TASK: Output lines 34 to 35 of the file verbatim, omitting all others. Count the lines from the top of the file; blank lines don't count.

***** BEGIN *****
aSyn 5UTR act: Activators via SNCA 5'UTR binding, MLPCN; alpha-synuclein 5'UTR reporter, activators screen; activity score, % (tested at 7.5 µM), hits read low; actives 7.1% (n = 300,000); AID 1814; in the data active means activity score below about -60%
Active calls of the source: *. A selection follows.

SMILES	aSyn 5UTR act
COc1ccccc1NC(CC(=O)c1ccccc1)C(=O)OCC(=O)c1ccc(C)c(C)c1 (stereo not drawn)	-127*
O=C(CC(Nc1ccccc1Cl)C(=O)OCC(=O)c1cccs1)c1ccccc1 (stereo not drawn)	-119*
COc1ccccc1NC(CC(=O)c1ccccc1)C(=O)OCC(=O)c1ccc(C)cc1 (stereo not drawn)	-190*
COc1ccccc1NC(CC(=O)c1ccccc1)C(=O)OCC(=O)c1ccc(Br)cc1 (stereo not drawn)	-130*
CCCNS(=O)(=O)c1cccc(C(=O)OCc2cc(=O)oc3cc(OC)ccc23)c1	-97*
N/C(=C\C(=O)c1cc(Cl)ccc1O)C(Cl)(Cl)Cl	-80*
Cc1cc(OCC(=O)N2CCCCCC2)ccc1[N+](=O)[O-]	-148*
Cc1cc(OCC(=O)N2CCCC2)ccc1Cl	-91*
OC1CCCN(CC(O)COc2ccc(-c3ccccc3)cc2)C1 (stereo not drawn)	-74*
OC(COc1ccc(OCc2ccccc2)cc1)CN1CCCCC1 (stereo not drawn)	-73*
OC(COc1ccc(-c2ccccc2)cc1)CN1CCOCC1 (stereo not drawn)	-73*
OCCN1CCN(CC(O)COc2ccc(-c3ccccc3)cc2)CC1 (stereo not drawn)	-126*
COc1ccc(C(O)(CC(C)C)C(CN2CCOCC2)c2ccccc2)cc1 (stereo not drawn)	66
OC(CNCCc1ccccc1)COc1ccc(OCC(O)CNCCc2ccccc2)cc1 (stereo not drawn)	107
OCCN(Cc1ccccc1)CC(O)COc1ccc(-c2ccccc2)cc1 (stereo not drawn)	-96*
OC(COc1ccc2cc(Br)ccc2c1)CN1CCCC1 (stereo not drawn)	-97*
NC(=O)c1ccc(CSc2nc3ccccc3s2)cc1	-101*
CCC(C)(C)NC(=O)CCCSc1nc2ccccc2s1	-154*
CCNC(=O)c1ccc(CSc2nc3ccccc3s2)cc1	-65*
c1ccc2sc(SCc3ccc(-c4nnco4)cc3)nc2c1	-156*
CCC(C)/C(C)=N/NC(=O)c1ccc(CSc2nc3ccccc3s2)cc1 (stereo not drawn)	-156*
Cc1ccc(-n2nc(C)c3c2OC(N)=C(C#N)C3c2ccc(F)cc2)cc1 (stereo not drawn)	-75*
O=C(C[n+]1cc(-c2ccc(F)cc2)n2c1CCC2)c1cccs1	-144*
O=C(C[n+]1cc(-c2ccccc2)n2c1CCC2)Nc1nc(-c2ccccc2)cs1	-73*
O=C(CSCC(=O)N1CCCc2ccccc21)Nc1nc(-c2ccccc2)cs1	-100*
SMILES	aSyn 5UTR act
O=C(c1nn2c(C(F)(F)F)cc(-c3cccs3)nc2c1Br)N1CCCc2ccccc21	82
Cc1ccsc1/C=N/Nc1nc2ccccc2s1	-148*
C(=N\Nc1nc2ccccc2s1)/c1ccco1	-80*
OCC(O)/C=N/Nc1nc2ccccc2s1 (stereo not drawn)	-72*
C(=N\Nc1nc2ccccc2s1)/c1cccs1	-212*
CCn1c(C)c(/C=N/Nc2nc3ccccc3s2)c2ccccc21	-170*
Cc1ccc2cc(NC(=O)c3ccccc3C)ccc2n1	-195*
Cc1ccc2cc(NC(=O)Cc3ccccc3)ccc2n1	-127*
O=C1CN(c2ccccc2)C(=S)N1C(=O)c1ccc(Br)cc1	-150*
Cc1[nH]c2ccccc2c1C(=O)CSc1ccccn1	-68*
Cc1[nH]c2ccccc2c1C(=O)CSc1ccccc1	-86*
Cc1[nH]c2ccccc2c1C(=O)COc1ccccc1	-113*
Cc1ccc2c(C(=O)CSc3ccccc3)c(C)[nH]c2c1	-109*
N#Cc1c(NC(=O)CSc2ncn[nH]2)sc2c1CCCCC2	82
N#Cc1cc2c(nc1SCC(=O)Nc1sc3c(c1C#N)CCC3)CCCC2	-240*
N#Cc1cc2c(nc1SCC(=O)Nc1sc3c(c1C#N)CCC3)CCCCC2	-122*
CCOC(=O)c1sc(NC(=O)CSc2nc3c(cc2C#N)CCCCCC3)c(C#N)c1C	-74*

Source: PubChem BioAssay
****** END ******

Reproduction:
C(=N\Nc1nc2ccccc2s1)/c1cccs1	-212*
CCn1c(C)c(/C=N/Nc2nc3ccccc3s2)c2ccccc21	-170*